American Federation For Aging Research

The American Federation for Aging Research (AFAR) is a national non-profit organization whose mission is to support and advance healthy aging through biomedical research.

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About American Federation for Aging Research

The American Federation for Aging (AFAR) was founded in 1981 by Dr. Irving Wright, a prominent doctor, researcher, and educator in the field of geriatric medicine and cardiovascular disease. He knew that a large aging population boom was imminent and was troubled by the fact that there weren’t enough resources available for those who researched clinical care for the elderly. He started AFAR as a way to garner funds for researching diseases and problems that affect Americans aged 65 and above.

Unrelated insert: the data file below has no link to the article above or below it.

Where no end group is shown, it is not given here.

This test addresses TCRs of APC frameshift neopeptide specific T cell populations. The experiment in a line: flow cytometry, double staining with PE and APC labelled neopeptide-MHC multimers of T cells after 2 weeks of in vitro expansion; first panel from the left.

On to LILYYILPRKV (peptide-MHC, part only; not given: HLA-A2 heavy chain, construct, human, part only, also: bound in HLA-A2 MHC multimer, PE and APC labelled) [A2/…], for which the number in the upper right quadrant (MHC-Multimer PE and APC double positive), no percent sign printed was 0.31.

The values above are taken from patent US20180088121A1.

Since its incorporation, AFAR has granted over $172 million to more than 4,000 researchers at leading institutions nationwide. Their grants support all levels of scientists, from PhD students to highly specialized medical researchers. These grants help further scientific knowledge in the realm of geriatric medicine as well as furthering the careers of those who produce the research. AFAR funded research has helped us understand aging and its effect on diseases such as Alzheimer’s, cancer, and diabetes. They are a highly regarded organization and are often quoted in the Huffington Post, PBS, and more.

Why We Chose to Feature This Organization